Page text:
1685 — 1750
Johann Sebastian Bach
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Choir of King's College, Cambridge, Academy of Ancient Music and Stephen Cleobury
Bach: St. Matthew Passion
Cello Suite No. 2 in D Minor, BWV 1008: III. Courante
Mario Brunello, Accademia dell'Annunciata, Giuliano Carmignola, Riccardo Doni
Bach & Vivaldi: Sonar in ottava. Double Concertos for Violin and Violoncello Piccolo
Preludes and Fugues (A Concert in Paris)
J.S. Bach: Keyboard Works
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Johann Sebastian Bach was the most important composer of his generation and one of the most renowned in the history of music. In his own lifetime, he found great fame as a keyboard virtuoso and throughout his life built a reputation as a composer, the legacy of which gives him a position as a unique historical figure.
Bach was born in 1685 in Eisenach into a musical family. Even Bach’s earliest compositions, which date from around 1700, show solid craftsmanship, observance of models set by his predecessors and his ability to form his own new conventions. His output consists of unparalleled works in every musical form that existed at the time, except for opera. In terms of form, density, technical demands and musical quality, he proved himself as an innovator in every one of his works. Most of his best organ works were composed while he was employed as an organist at Arnstadt, Mulhausen and Weimar and his vocal works were composed at a time during which he was Kantorate in Leipzig.
Bach’s career followed a very steady progression, from organist to Konzertmeister and onwards to Kapellmeister, then to Kantor and finally director of music. This logical sequence is mirrored in Bach’s creative output, which can be said to be carefully and rationally crafted, building upon the conventions of his predecessors with his own genius innovations.
During his time at Weimar, he composed some of his most notable works for organ – the Prelude and Fugue in D Major, the Fantasia and Fugue in G minor, the Toccata, Adagio and Fugue in C major and many choral preludes, as well as arrangements of works by Vivaldi and others. Bach began a great long-term friendship with his cousinJohann Gottfried Walther who was the organist at the Stadkirche St. Peter and Paul in Weimar. Bach became the godfather of Walther’s eldest son in 1712.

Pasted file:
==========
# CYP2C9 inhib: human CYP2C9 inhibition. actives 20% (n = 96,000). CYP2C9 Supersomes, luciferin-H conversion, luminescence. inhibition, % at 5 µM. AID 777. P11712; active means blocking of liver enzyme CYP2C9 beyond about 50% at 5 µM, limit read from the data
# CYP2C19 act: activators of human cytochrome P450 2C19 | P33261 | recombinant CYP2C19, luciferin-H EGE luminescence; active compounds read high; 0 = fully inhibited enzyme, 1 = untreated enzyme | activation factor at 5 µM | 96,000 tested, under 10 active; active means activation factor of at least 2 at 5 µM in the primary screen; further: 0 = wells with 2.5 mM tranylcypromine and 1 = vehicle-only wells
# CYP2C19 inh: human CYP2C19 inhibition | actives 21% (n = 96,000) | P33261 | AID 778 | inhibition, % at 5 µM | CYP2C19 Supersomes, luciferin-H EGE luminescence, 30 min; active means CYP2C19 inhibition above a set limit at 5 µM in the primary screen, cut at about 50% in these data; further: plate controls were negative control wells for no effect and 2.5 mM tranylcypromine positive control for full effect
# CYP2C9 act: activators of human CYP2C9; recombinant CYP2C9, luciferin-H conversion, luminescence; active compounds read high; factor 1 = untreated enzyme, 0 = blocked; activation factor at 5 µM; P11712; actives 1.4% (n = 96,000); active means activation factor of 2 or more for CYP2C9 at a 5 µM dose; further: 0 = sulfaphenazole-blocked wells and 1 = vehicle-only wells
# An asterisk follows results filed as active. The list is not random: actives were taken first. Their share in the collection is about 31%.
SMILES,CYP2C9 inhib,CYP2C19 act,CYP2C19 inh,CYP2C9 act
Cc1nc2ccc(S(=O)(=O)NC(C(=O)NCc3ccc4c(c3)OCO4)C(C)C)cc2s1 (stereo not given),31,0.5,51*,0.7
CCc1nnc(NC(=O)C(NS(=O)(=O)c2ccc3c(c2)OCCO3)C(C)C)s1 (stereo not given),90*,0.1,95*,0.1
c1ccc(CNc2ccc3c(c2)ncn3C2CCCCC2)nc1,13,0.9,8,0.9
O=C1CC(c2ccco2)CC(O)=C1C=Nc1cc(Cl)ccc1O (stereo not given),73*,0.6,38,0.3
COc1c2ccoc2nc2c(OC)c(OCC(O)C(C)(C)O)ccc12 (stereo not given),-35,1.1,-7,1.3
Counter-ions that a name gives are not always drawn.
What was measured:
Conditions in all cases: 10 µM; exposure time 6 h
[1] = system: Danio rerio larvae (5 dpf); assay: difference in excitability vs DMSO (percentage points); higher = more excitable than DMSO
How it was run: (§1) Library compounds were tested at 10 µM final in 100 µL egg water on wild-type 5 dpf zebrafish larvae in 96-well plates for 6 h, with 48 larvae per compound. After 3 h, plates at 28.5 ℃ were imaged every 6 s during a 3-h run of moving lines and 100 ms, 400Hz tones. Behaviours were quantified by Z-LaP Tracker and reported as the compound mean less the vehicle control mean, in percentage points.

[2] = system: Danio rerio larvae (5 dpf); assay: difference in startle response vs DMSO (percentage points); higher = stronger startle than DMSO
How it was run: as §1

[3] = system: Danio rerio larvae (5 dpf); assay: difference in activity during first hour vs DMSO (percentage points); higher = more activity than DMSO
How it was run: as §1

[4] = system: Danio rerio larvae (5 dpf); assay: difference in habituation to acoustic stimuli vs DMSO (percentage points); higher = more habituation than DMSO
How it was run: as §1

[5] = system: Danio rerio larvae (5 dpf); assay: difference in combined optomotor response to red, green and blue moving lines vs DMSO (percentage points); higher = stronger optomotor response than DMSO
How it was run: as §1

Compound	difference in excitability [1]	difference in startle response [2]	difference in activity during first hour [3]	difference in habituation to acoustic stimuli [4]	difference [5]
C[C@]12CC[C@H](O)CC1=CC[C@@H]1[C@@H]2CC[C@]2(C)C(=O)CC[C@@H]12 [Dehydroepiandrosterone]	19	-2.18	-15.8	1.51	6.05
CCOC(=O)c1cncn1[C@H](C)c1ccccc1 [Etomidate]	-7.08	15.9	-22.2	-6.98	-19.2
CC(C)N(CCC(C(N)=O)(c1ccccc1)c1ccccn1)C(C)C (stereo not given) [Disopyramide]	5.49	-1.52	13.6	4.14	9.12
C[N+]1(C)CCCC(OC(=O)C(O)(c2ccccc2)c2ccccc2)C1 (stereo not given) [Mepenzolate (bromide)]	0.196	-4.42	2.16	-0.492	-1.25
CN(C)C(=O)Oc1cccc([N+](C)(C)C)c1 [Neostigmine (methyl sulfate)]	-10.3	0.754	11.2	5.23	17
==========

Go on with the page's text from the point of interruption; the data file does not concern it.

During the first five years of his tenure in Leipzig, Bach composed his magnificent St John Passion (1724) and St Matthew Passion (1727). In this period, he also wrote hisMagnificat, numerous motets and no fewer than three annual cycles of cantatas. The resources provided to him were meagre and consisted of up to 16 singers and 18 instrumentalists so it is a wonder that Bach executed such triumphant work with such limited means at his disposal.
For 13 years, starting in 1729, Bach was the director of the collegium musicum in Leipzig that Telemann had established in the early 1700s. His instrumental output from that period includes four sets ofClavier-Übung (Keyboard Exercises), the Italian Concerto, the Goldberg Variations and the second volume of theWell-Tempered Clavier. During this time he was also established as a music publisher and distributor and kept a stock of music by other composers such as Heinichen’s book on figured bass and compositions by his own sons.
During his later years, Bach’s main aim was to revise his early works and to create new compositions of a highly technical, more abstract character. The B minor Mass is from this time: It is intricately technical, with some movements originating in Bach’s earlier cantata movements, which he re-worked with great skill.
On the 7th of May 1747, Frederick the Great invited Bach to visit Potsdam and gave him a royal theme on which to improvise. This resulted in his Musical Offering, which he completed in September 1747. It consists of ricercars, canons and fugues of vastly varying characters and a trio in thegalant style, which was in line with the more modern tastes of Frederick the Great.
Bach’s health faltered during his last year and he underwent unsuccessful eye operations. He was thought to have had a severe form of diabetes and was steadily deteriorating from March to July of 1750 when he died of a stroke. Bach’s wife Anna Magdalena survived him by ten years and died in dire poverty.